Most people in Tokyo don’t believe they will start as scheduled as coronavirus continues to spread
Local organisers and the International Olympic Committee still insist the 2020 Games will go ahead as planned in Tokyo but the Japanese people feel otherwise.
Nearly 70 percent of those surveyed do not expect the Tokyo Olympics and the Paralympics to be held as scheduled due to the new coronavirus outbreak, according to a Kyodo News poll yesterday.
The survey showed 24.5 percent expect to see the Tokyo Games take place from July 24 to August 9 as planned while 69.9 percent do not.
About 11 000 athletes are expected to participate in the Games while the Paralympics are due to start on August 25.
Prime Minister Shinzo Abe said on Saturday that Japan would continue to make preparations for the Tokyo Games as scheduled despite the coronavirus pandemic bringing global sport to a standstill.
John Coates, an IOC vice-president and chairman of the IOC’s co-ordination commission for Tokyo, said the IOC “didn’t recognise any dates” that long-serving IOC member Dick Pound suggested would be a deadline for postponing the Games.
Canadian Pound, an IOC member since 1978, said a decision would need to be made two months before the start in Tokyo.
“It’s all proceeding to start on the 24th of July,” Australian Olympic chief Coates told the media.
“It’s never been the IOC’s position. It was Dick’s idea. There is four months to go.”
Coates will go into quarantine after flying back to Australia from Europe.
The major sports leagues in the United States are facing a longer break due to the virus than initially hoped after the Center for Disease Control and Prevention (CDC) authority updated its advice.
In the next eight weeks events with more than 50 people are recommended to be cancelled or postponed, a time period which long overruns the declared suspensions in ice hockey (NHL), football (MLS) and the start of the baseball (MLB) season.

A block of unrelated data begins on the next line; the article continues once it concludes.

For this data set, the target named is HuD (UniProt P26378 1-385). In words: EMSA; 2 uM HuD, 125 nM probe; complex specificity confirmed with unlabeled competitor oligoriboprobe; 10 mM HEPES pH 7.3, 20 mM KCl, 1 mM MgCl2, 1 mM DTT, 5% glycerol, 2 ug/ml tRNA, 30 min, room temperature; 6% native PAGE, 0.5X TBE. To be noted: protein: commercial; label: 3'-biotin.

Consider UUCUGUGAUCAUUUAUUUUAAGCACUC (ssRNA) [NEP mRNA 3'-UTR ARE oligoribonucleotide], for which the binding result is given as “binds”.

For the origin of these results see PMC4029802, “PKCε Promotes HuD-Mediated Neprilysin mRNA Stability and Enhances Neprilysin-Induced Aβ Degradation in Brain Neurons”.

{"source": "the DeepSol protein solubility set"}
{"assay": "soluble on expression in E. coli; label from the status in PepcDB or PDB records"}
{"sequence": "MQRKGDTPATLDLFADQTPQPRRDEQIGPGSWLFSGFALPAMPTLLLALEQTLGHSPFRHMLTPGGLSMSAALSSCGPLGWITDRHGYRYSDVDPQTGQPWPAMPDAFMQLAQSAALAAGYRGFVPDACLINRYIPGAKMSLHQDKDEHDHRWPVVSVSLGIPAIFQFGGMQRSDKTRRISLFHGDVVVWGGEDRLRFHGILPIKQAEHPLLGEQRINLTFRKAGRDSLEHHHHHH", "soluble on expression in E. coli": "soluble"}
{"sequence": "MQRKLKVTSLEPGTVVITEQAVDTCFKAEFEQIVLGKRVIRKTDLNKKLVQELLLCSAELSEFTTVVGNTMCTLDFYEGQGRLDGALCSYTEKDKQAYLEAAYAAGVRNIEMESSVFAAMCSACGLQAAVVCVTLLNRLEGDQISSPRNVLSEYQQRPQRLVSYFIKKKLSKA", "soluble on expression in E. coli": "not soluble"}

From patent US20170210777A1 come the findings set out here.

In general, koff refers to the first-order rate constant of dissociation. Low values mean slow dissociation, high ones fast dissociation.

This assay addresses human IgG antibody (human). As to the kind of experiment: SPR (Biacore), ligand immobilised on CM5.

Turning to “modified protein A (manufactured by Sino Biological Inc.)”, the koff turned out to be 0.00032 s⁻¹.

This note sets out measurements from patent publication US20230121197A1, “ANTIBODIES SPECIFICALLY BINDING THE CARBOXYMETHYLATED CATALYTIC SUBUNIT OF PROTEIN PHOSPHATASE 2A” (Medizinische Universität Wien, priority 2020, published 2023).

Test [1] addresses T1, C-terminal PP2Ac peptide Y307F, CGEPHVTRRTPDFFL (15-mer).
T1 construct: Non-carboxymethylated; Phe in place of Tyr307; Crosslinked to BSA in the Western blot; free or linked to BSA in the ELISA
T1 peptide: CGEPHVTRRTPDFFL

Basketball’s NBA did not set an initial date on its return to action.
Brazilian President Jair Bolsonaro labelled cancellations in sport due to the pandemic “hysteria” in an interview with CNN Brazil.
“If you forbid football and other things, that causes hysteria. Banning this and that will not slow the spread,” he said.
The Brazilian football federation CBF, however, decided to suspend all national competitions from yesterday until further notice.
“We know about the responsibility of football in the fight against the spread of the Covid-19 in Brazil and will take this responsibility seriously,” CBF president Rogerio Caboclo said.
The South American confederation CONMEBOL has also postponed fixtures in the Copa Libertadores and March 26-31 start of World Cup qualifying.
Olympic qualification for boxers meanwhile is set to continue behind closed doors in London yesterday after starting with fans over the weekend.
There are 342 athletes in the British capital fighting for 77 spots at the Tokyo Games which local organisers and the International Olympic committee still insist will start as planned on July 24.
European football governing body Uefa is holding a video conference today which is expected to postpone Euro 2020 while the Champions League and virtually every major domestic competition is currently suspended.
Germany’s football league (DFL) is expected to confirm the suspension of the Bundesliga at a meeting while the country’s handball league has reported the first known case of the virus.
Danish national player Mads Mensah has tested positive, his Rhine-Neckar Lions club said yesterday.
In Formula 1, the first four races of the season have been postponed with organisers also admitting the next two races in the Netherlands (May 3) and Spain (May 10) are doubtful.